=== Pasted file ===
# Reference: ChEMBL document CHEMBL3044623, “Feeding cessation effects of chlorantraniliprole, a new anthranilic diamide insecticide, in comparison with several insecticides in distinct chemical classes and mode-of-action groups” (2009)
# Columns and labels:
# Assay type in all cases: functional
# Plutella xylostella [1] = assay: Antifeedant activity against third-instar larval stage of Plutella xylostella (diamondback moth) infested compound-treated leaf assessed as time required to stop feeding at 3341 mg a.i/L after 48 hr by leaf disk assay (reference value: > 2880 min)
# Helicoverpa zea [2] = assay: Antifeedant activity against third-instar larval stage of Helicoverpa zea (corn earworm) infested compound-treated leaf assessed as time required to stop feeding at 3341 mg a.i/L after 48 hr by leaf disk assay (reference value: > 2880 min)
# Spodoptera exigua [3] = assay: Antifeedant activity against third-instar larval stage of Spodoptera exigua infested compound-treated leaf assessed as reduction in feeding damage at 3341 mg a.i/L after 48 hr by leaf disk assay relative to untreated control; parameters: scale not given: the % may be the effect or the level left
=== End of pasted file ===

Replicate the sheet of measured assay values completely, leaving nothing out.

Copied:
# Reference: ChEMBL document CHEMBL3044623, “Feeding cessation effects of chlorantraniliprole, a new anthranilic diamide insecticide, in comparison with several insecticides in distinct chemical classes and mode-of-action groups” (2009)
# Columns and labels:
# Assay type in all cases: functional
# Plutella xylostella [1] = assay: Antifeedant activity against third-instar larval stage of Plutella xylostella (diamondback moth) infested compound-treated leaf assessed as time required to stop feeding at 3341 mg a.i/L after 48 hr by leaf disk assay (reference value: > 2880 min)
# Helicoverpa zea [2] = assay: Antifeedant activity against third-instar larval stage of Helicoverpa zea (corn earworm) infested compound-treated leaf assessed as time required to stop feeding at 3341 mg a.i/L after 48 hr by leaf disk assay (reference value: > 2880 min)
# Spodoptera exigua [3] = assay: Antifeedant activity against third-instar larval stage of Spodoptera exigua infested compound-treated leaf assessed as reduction in feeding damage at 3341 mg a.i/L after 48 hr by leaf disk assay relative to untreated control; parameters: scale not given: the % may be the effect or the level left